In the economic boom times—2002 and 2004—Republicans were able to tout their family values and national security credentials to an inherently conservative working class. But since then, economic hard times have convinced the Average Joe to place his checkbook above partisanship. These woes go beyond the inflation of early 2008 and the financial crisis of the summer. Dating back to the 2004 outsourcing scare, American workers have seen their wages stagnate while corporate profits skyrocket. This is not due to executive greed, as the Democrats assert, but simple economics: American workers have been facing increasing competition from cheaper foreign labour in the rising economic powers of China and India. Increase the global supply of unskilled labour, and the price of labour falls.

In 2008, the Democrats, with their natural big government and pro-union slant, offered an arsenal of solutions: universal healthcare, middle-class tax cuts, and tuition credits, all funded by higher taxes at the “top five per cent” of the income bracket. All the Republicans could come up with was a plethora of tax cuts at a time when marginal tax rates were historically low. They had no plan for education, and McCain’s healthcare plan, though fundamentally sound, was barely mentioned during the campaign. No wonder the working class picked handouts over trickle-down. The data resonates with this line of thought: CNN polls showed that in two swing states, Florida and Ohio, 62 and 61 per cent of voters cited the economy as their top priority, respectively. Of those voters, Mr. Obama beat Mr. McCain by a margin of 7 to 14 points.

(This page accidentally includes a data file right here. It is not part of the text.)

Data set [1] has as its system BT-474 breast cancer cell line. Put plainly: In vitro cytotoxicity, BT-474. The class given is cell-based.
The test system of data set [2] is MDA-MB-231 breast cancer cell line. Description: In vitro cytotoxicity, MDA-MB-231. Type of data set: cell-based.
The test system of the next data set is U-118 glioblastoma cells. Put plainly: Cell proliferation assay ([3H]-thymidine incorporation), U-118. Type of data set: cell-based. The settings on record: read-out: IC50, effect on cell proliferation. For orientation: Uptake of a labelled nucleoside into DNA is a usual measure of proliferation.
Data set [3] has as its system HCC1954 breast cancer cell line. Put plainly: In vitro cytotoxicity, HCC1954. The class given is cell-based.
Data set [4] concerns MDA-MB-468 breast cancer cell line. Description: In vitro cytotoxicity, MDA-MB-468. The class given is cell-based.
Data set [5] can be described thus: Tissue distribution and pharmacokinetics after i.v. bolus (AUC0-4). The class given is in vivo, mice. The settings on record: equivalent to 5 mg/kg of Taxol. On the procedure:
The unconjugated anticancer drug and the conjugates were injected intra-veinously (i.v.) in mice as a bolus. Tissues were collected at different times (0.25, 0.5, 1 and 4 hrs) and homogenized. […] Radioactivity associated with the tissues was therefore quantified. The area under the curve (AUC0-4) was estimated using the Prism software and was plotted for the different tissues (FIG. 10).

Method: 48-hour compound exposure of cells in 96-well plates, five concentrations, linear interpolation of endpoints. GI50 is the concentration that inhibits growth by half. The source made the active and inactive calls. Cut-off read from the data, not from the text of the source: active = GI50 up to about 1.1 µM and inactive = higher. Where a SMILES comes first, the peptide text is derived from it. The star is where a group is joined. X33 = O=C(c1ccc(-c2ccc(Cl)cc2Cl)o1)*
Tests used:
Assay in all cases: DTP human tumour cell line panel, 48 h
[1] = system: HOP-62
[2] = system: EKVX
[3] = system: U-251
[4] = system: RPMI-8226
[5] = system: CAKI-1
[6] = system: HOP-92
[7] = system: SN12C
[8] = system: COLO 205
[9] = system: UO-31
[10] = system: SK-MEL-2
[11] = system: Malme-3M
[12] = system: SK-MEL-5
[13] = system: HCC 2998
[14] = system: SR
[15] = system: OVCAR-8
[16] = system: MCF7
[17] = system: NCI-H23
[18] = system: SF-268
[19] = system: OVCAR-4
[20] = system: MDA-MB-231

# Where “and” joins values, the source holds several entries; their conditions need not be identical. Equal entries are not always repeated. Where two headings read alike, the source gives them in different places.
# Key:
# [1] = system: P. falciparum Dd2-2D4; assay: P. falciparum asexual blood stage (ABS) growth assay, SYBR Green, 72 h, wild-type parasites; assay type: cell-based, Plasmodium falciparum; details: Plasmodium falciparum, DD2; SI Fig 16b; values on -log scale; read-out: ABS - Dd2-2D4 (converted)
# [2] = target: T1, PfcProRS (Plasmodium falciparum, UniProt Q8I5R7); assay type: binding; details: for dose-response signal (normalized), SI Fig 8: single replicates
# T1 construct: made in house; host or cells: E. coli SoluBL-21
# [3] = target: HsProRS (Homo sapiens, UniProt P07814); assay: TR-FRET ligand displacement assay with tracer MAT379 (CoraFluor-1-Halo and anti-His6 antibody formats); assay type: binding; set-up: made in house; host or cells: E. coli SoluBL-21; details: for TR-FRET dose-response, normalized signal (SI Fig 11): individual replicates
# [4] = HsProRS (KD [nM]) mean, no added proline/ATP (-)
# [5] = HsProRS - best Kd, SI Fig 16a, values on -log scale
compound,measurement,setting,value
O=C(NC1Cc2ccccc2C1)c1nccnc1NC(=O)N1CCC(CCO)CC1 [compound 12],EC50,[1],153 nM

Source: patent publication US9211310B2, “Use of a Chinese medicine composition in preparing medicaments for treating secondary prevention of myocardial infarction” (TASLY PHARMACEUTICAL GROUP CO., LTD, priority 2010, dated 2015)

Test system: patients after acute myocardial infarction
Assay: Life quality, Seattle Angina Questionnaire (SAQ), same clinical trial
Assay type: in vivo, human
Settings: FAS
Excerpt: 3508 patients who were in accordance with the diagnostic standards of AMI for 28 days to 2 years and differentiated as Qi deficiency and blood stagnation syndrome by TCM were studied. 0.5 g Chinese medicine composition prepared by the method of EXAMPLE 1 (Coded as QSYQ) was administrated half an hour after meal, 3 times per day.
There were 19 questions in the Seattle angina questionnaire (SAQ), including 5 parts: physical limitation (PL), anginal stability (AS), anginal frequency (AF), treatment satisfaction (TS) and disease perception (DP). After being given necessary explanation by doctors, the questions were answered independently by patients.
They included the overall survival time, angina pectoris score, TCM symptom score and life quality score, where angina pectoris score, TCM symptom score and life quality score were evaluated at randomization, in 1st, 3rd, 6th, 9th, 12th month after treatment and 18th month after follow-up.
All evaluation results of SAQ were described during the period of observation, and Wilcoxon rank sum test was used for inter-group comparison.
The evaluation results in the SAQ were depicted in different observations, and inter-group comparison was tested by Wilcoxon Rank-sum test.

If the Republican Party is to make any serious comeback in the future, it must come to grips with its economic problem. It’s correct on the fundamentals: tax cuts and free trade have served the U.S. well since Reagan’s time in power, delivering robust economic growth. But on class equality issues, the GOP must come up with alternatives that help the Average Joe without overweening government intervention.

Mass rapes in the Congo are ‘sexual terrorism,’ says doctor

“Hundreds of thousands of women are humiliated, dehumanised and without protection in the Congo,” Denis Mukwege told a crowd of 1,500 at Convocation Hall Friday night. As a surgeon, Mukwege has witnessed the results of brutal acts of violence against women in the Democratic Republic of the Congo. The founder of the Panzi Hospital in the eastern Congolese city of Bukavu, he described his work performing reconstructive surgeries for women who have been raped and mutilated.

Mukwege spoke of villagers rounded up by soldiers in the middle of the night, armed men raping and mutilating women in public as their helpless family members look on, and hundreds of thousands of girls, some as young as three years old, left scarred.